The Aptornithidae (Mantell 1848) is an extinct bird family known only from New Zealand. They have been classified into the North Island adzebill (Aptornis otidiformis, Owen 1844) and the South Island adzebill (Aptornis defossor, Owen 1871).
They have traditionally been associated with the rails, in spite of their large size, roughly that of Great Bustard, Otis tarda. However, they have a distinctive jaw like structure which sets them apart from the rails. Affinities with the Kagus have also been postulated. In 1995, Weber & Hesse expressed their suspicion that the Galloanserae may be the sister group to the Aptornithidae, on the basis of cranial characteristics.
Adzebill bones have been found at many sites in the North and South Islands, including Maori kitchen middens. A South Island form, Aptornis oditiformis was larger than the North Island form. The two forms are sometimes treated as different species.
The skull is massive, with a thick walled brain case. The long down curved bill is stout and pointed with thick cutting edges. Small wing bones indicate that adzebills were flightless. They stood about 80 cm tall and may have weighed up to 12 kilograms. With its huge beak, immense neck muscles and strong feet, it seems as if it was superbly adapted for digging, but no one knows the reason for this adaptation. Did it smash open logs searching for grubs and insects, break into the burrows of seabirds and tuatara and eat them, or feed on roots and tubers? Brian Gill has suggested they probably ate berries, leaves of soft herbaceous plants, invertebrates such as insects and spiders, and small vertebrates such as lizards. There is some evidence that they preferred open habitats as opposed to dense forest.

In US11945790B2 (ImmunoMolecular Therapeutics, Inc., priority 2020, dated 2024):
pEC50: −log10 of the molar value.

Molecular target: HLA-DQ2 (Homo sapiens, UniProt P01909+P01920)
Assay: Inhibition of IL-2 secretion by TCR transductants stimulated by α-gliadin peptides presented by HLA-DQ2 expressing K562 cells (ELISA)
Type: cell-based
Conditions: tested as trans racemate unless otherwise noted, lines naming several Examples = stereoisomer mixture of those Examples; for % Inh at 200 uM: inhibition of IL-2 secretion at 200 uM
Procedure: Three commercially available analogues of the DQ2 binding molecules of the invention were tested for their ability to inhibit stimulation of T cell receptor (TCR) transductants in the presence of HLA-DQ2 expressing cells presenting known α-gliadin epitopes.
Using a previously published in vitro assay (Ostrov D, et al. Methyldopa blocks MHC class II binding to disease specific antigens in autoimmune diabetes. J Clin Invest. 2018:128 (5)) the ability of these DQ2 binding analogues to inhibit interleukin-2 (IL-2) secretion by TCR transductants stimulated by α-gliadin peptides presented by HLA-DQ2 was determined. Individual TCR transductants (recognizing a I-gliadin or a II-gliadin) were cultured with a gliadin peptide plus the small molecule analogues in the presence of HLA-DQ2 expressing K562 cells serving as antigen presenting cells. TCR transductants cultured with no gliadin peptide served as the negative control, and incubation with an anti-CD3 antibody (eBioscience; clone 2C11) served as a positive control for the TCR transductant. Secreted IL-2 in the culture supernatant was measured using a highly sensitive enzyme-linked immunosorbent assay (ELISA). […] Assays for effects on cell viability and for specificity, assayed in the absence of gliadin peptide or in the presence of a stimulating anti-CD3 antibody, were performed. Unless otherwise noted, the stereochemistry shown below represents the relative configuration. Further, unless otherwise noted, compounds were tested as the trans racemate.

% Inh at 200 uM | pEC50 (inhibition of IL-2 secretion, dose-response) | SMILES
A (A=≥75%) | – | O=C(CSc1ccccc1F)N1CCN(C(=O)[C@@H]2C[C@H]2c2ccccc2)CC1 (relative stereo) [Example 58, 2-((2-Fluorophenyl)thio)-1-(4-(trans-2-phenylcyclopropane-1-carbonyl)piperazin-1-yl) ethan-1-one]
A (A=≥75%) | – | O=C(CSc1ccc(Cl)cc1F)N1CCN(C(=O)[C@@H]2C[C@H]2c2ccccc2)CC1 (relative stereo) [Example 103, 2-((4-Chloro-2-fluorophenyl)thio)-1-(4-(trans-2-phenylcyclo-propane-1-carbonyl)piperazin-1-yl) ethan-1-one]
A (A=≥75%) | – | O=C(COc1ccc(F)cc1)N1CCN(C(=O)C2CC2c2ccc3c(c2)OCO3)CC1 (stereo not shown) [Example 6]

It fell victim to humans, dogs and rats, once the Maori reached New Zealand about 1000 years ago.
Other common names: —
height: 80 cm: weight: up to 12 kilograms.
Where to find: —
Credit for the photograph: —
Illustration description: —
New Zealand Post, 1996 Extinct Birds stamp issue.
Richard Owen, C.B., F.R.S, Memoirs on the Extinct Wingless Birds of New Zealand, 1879.
Gill, Brian and Martinson, Paul, New Zealand’s Extinct Birds, 1991.
Worthy, Trevor H. & Holdaway, Richard N., The Lost World of the Moa, Indiana University Press: Bloomington, (2002),ISBN 0-253-34034-9
Page date & version: —
Saturday, 17 May, 2014; ver2009v1